Tres Bon (1) - the first 75 years of St Bonaventure's school

Sunday 27 August 2017

St Bonaventure's school celebrated its 140th anniversary on 27 August this year. In this, the first of two posts on the school, we take a brief look at its history,  We are grateful for Di Halliwell, the school's head of PR for the contents of this post - taken largely from the summer edition of the school's magazine, which featured the text here.


In the autumn of 1872 the Franciscan order opened a "middle class school for boys" beneath St Francis' church in Crescent Grove, Stratford, with 25 students. It was called St Francis' Day school, but closed a year later.

St Antony's church, next to the school,
and host to many St Bon's occasions
On 27 August 1877 St Bonaventure's school, Upton, was founded under the supervision of Father Germain Verleyen, and the numbers began to rise rapidly. Mr McVey was the first headteacher, under the direction of Franciscan monks and the active patronage of Cardinal Henry Manning.

Cardinal Manning, an early
and active patron of St Bon's
The school was a preparatory and junior school in its early days, which is why some of the pupils in the early photos look so young.

An early class photos, showing
 young - prep school - pupils

Early 20th century

Following the 1902 and 1904 Education Acts, St Bonaventure's became a secondary school, known as West Ham Grammar School (St Bonaventure's), and was fee paying. By 1910, the initial roll of 6 boys had risen to 100, with five masters.

A photo showing the first year football team in 1915.

The First World War was difficult for the school. Many of the boys were left fatherless, as surviving records show "killed in action" in the "father's name and occupation" sections of the registration forms.

A busy World War 2

The school had 150 boys on the roll during the 1920's and just over 200 at the outbreak of World War 2, in 1939. The school was initially evacuated to Felixstowe, in Suffolk, and was based at the county secondary school,  Felixstowe Grammar - which was co-educational - while retaining its own identity.

The boys were billeted at the nearby villages of Trimley St Mary and Trimley St Martin. They were not there long, however, as the German occupation of Norway and Denmark in the spring of 1940 meant that Felixstowe was no longer considered a safe town.

The school returned briefly to Forest Gate, before re-locating to the Rhondda Valley in South Wales, at the Pentre Secondary school. The students lived in a village - Treherbert - but arrangements were not satisfactory, as there was no nearby Catholic church. Plans were set in motion to return to Forest Gate, but the Blitz of 1940 put an end to them.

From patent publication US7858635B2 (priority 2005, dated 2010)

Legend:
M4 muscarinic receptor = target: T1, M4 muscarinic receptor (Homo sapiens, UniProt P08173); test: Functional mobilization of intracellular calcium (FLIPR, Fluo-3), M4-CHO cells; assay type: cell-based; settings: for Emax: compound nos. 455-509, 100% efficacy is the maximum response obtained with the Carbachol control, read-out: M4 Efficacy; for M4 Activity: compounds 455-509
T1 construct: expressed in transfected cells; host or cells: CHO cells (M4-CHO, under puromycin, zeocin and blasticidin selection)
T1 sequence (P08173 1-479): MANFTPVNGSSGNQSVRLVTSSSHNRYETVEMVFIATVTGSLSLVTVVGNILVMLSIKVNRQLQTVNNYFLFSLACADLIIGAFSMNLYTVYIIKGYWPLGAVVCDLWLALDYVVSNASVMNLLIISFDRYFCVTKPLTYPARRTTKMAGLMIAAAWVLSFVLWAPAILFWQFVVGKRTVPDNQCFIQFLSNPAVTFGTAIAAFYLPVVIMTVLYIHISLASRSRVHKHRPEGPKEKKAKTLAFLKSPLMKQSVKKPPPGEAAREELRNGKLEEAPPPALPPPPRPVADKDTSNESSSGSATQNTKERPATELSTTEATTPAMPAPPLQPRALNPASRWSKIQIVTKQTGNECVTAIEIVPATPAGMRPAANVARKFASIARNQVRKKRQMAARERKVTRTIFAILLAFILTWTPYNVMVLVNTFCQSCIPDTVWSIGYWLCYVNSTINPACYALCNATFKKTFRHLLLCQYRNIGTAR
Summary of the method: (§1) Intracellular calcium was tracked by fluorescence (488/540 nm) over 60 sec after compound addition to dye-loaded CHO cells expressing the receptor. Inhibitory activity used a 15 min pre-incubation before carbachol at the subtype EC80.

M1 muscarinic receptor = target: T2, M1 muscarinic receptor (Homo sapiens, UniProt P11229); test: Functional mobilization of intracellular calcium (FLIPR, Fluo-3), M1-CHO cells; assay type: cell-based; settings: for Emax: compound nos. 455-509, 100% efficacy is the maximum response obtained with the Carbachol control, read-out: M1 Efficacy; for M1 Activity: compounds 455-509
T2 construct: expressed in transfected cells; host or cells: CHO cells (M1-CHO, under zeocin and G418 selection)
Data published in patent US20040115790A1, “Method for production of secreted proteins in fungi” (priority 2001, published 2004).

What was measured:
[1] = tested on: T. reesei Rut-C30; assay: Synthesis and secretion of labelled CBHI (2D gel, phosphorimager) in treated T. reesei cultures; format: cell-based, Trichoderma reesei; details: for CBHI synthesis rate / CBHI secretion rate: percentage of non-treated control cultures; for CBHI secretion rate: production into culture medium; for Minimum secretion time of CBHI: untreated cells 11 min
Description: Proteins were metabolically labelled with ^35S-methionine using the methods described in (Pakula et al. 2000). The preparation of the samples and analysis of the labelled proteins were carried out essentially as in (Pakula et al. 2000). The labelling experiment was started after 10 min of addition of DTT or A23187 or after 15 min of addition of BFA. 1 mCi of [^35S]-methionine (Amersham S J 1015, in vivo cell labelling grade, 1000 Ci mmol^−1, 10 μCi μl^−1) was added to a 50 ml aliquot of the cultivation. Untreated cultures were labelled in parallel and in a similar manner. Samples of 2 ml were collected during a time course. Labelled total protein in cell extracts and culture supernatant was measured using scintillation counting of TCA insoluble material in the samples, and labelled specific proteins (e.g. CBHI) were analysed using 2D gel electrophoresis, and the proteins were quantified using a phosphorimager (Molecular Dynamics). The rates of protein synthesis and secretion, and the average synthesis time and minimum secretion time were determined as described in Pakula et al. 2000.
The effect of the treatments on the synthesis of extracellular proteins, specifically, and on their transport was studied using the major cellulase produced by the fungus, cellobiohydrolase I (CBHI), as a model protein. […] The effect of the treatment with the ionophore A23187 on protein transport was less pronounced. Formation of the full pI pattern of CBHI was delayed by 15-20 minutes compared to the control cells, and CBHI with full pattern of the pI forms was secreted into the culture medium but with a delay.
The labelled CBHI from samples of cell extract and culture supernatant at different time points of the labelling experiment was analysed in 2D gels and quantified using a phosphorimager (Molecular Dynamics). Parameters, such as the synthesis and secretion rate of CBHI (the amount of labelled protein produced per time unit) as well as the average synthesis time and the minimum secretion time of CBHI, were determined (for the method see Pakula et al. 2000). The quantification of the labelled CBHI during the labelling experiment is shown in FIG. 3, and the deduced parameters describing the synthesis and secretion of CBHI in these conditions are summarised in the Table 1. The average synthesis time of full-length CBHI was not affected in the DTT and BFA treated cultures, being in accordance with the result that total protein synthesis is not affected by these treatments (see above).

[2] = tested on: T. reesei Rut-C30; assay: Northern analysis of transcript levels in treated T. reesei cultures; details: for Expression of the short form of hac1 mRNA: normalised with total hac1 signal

A temporary home was found in Raunds, a small market town in Northamptonshire, but there was no accommodation available, and the students had to settle in Wellingborough - a few miles away. Here, the students alternated between public and grammar schools.  This arrangements lasted until January 1943.

Evacuation was voluntary for the boys, and as numbers on the roll declined rapidly.  So, the longer term future of the school was in some doubt. But, the school bounced back.

.. and after

In response to the Education Act 1944, St Bonaventure's became a voluntary aided, multi-lateral school - the first and one of the most successful in the country. The school no longer existed to serve a small body of highly selective boys. It now became open to all boys aged 11 to 14 from East London, and embraced the whole range of abilities.

The school - in its guise as West Ham
 Grammar school, before reverting
 to the St Bonaventure's name in 1949
The school roll soon tripled in number. The school reverted to the name St Bonaventure's in 1949.  Its frontage and address was Khedive Road, which was later changed to St Antony's Road.

A plaque to "The glory of God and the memory of old Bonaventurains who gave their lives in 1914 - 1918 and 1939 - 1945" was erected in St Antony's church, next door to the school, to remember those who were killed during the World Wars.

The school and accompanying friary, from the air
In the years since, the school has advanced by leaps and bounds and is currently an "outstanding school", as designated by Ofsted. 

Just what an impact the school has had on so many of its past and current pupils can be ascertained by a glance at its impressive list of alumni. A selection of some of the high achievers in the fields of industry, public service, entertainment and sport will feature in a future post on this website.

St Bon's - today

Happy Birthday, St Bons!

1 comment:

  1. "The Tablet" Catholic newspaper (and some other press) called the school "Forest Gate Grammar School" after it became a grammar until about 1908-10 then "West Ham Grammar School, Forest Gate" before the name seems to have settled on "West Ham Grammar School".


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